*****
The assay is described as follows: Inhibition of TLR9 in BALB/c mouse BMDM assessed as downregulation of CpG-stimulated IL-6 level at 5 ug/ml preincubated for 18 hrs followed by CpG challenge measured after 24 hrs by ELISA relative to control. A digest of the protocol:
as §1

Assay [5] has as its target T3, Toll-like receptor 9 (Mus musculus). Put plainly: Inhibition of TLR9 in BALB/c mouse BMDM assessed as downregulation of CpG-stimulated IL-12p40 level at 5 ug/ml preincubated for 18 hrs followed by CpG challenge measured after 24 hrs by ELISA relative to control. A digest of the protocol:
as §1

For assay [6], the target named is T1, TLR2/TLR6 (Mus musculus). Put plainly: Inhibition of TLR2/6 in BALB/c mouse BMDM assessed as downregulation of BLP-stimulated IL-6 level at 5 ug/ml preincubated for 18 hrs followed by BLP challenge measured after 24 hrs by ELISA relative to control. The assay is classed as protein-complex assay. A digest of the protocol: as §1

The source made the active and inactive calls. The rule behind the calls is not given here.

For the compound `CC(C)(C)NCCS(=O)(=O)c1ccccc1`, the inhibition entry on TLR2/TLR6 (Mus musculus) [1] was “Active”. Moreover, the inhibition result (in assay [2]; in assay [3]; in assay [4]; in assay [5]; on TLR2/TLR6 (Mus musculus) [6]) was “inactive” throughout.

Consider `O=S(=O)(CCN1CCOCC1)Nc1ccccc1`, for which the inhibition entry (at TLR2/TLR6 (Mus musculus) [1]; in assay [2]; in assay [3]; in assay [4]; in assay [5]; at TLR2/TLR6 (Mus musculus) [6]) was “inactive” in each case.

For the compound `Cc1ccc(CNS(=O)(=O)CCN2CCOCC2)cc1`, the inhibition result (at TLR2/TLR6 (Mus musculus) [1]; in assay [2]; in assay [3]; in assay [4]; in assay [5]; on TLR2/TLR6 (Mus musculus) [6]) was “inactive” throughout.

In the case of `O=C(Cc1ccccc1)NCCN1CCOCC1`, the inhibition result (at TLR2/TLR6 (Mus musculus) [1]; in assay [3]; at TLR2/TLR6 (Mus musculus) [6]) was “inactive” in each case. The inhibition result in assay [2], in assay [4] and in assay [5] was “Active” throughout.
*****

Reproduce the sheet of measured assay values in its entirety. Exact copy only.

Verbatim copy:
The assay is described as follows: Inhibition of TLR9 in BALB/c mouse BMDM assessed as downregulation of CpG-stimulated IL-6 level at 5 ug/ml preincubated for 18 hrs followed by CpG challenge measured after 24 hrs by ELISA relative to control. A digest of the protocol:
as §1

Assay [5] has as its target T3, Toll-like receptor 9 (Mus musculus). Put plainly: Inhibition of TLR9 in BALB/c mouse BMDM assessed as downregulation of CpG-stimulated IL-12p40 level at 5 ug/ml preincubated for 18 hrs followed by CpG challenge measured after 24 hrs by ELISA relative to control. A digest of the protocol:
as §1

For assay [6], the target named is T1, TLR2/TLR6 (Mus musculus). Put plainly: Inhibition of TLR2/6 in BALB/c mouse BMDM assessed as downregulation of BLP-stimulated IL-6 level at 5 ug/ml preincubated for 18 hrs followed by BLP challenge measured after 24 hrs by ELISA relative to control. The assay is classed as protein-complex assay. A digest of the protocol: as §1

The source made the active and inactive calls. The rule behind the calls is not given here.

For the compound `CC(C)(C)NCCS(=O)(=O)c1ccccc1`, the inhibition entry on TLR2/TLR6 (Mus musculus) [1] was “Active”. Moreover, the inhibition result (in assay [2]; in assay [3]; in assay [4]; in assay [5]; on TLR2/TLR6 (Mus musculus) [6]) was “inactive” throughout.

Consider `O=S(=O)(CCN1CCOCC1)Nc1ccccc1`, for which the inhibition entry (at TLR2/TLR6 (Mus musculus) [1]; in assay [2]; in assay [3]; in assay [4]; in assay [5]; at TLR2/TLR6 (Mus musculus) [6]) was “inactive” in each case.

For the compound `Cc1ccc(CNS(=O)(=O)CCN2CCOCC2)cc1`, the inhibition result (at TLR2/TLR6 (Mus musculus) [1]; in assay [2]; in assay [3]; in assay [4]; in assay [5]; on TLR2/TLR6 (Mus musculus) [6]) was “inactive” throughout.

In the case of `O=C(Cc1ccccc1)NCCN1CCOCC1`, the inhibition result (at TLR2/TLR6 (Mus musculus) [1]; in assay [3]; at TLR2/TLR6 (Mus musculus) [6]) was “inactive” in each case. The inhibition result in assay [2], in assay [4] and in assay [5] was “Active” throughout.